Not having customized edge printing saves some money, in that it permits selling exactly the same film to different vendors, who could then decide to either package that film in bulk or in individual rolls, for sale to the consumer.
 
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Thanks for that information Pentode. I suspect that this film is probably AEU 100 then as I have a lot of recent experience shooting AEU 400 and it doesn't dry this flat for me. Of course I am likely working with older stock from three or four years ago and the newer film may be different in that regards. The color of the unexposed film is also a bit darker then my current stock of 400, although that may not really mean anything.

Matt, I agree that Arista EDU Ultra film is a pretty good film even if it is a house brand. If eliminating the rebate markings saves money then I can certainly live with that. I just need to be more careful to identify it once it has been loaded into individual film canisters.
 
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hi dan
looks like whatever it is, it is !
looks fantastic at 1200, im sure it looks good at pretty much any speed
maybe its arista ,, whatever it is it's working !
have fun :smile:
john

Thanks for the compliment John. The film was shot at exposure index 200, not 1200, sorry for the confusion. Regardless I was happy with the exposures on most of the roll.

This was another that came from that same roll and was part of the reason I was interested in trying to identify the film. Of course I suspect that old Zeiss Opton Sonnar lens can work magic with just about any film.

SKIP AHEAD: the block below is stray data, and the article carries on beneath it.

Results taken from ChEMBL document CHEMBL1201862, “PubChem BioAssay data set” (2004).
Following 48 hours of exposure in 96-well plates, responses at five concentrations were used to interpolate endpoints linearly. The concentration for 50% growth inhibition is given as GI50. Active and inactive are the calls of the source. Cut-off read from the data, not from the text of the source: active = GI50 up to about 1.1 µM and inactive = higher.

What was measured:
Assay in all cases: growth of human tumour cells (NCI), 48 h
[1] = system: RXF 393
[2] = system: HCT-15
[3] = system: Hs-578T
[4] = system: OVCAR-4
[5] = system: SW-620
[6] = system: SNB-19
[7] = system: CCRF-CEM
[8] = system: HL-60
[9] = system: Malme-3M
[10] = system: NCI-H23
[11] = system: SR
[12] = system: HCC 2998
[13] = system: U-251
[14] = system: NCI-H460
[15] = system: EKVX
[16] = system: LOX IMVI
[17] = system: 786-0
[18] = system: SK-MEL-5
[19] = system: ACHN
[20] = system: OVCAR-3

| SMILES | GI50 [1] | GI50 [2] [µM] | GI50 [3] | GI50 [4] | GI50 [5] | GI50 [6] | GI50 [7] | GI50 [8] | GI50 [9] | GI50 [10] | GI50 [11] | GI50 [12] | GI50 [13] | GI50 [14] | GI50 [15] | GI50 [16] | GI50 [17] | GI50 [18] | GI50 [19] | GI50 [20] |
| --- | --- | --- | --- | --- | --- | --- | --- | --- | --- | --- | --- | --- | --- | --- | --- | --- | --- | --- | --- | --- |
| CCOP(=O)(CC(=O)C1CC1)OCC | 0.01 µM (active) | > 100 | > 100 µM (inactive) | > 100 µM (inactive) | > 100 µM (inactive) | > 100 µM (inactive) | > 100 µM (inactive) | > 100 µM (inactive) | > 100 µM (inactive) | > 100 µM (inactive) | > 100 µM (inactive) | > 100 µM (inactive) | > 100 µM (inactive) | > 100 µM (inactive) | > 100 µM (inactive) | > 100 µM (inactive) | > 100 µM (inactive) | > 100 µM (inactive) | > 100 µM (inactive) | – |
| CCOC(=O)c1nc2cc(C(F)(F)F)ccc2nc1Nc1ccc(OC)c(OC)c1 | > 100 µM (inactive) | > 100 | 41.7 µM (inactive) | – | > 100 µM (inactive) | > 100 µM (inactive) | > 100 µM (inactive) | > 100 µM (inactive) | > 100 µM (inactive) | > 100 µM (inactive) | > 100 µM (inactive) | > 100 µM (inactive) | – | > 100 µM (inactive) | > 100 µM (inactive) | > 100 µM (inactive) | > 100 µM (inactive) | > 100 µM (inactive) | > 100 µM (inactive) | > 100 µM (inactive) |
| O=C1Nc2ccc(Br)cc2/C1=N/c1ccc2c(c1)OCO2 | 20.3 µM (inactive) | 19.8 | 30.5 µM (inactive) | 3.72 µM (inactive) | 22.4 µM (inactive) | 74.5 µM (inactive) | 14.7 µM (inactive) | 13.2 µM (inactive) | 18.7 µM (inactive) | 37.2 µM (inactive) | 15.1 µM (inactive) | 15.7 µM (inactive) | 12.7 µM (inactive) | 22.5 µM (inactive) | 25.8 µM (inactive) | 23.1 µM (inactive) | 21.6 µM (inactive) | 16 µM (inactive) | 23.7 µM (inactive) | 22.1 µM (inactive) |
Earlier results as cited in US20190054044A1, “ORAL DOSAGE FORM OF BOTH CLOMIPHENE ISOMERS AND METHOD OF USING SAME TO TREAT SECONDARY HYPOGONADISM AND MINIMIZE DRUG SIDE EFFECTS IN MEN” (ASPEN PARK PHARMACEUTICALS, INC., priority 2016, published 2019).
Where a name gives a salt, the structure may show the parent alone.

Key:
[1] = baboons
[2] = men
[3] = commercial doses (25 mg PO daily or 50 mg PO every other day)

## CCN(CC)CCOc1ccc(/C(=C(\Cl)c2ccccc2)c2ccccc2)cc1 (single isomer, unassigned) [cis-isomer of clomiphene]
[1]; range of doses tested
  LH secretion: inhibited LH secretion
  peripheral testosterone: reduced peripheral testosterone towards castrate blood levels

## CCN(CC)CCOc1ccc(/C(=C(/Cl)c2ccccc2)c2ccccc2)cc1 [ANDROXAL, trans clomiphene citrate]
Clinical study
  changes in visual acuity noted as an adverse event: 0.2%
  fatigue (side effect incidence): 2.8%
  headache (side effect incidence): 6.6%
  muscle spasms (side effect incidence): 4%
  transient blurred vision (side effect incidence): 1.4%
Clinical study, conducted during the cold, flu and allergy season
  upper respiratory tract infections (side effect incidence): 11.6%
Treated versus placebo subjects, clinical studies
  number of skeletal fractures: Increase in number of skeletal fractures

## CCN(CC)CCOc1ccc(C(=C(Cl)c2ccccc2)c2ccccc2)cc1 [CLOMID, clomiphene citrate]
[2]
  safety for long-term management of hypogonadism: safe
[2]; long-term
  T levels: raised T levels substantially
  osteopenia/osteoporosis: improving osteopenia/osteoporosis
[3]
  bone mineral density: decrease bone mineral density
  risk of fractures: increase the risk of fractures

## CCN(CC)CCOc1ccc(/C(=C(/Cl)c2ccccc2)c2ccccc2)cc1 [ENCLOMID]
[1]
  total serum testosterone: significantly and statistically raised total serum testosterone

The Cat
Skyler.jpg
 

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I have used Fomapan 100 and 200 in 100 foot bulk rolls, and currently have the latter in one bulk loader and some Arista Edu 100 (= Fomapan 100) in another. I can confirm that neither has edge markings or other identifying marks on the film itself. So Fomapan of some flavour is a candidate...depending on the age of the film. In the past, several B&W film manufacturers offered un-marked film to various resellers/rebranders so we can't be sure. However Fomapan does tend to dry flat and be easy to handle these days after the formula and QC changes around 15 years ago.

IT's worth noting that Fomapan 400 is somewhat different to 100 and 200 in how it handles. I'd tentatively suggest you have Fomapan or Arista Edu 200 there.
 

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Wow the DoF in the cat picture is incredibly small, although just right for this kind of portrait. As a matter of interest can you say what the lens and its aperture was.

Thanks

pentaxuser
 
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It was a Zeiss Opton Sonnar 50mm f/1.5 on my Contax IIIa and the aperture was wide open. He was 4 feet away from me give or take an inch or two.

My eyes are bad enough now that I rarely even try to focus at f/1.5 unless I am on a tripod, especially at that distance. I just looked at him, set the lens at 4 feet and took the picture. I would like to say it was skill but I was actually pretty lucky with that one.
 

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Thanks for the reply, Pioneer. The online DoF calculator gives the DoF as about 2 inches which judging by the face is about right. Ears eyes, whiskers and mouth is what's needed and you have these. f1.5 gives a lot of leeway for shutter speeds in terms of low light but the DoF safety margin is minimal. If the cat's moving at all it's probably an 8 fps job. Makes 200mph Isle of Man TT photography easy by comparison :D

pentaxuser
 
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I feel a bit silly but I couldn't resist. It is the ultimate stereotype but I just came out of the darkroom with a pretty decent 8x10 print of the old cat. I think its a keeper.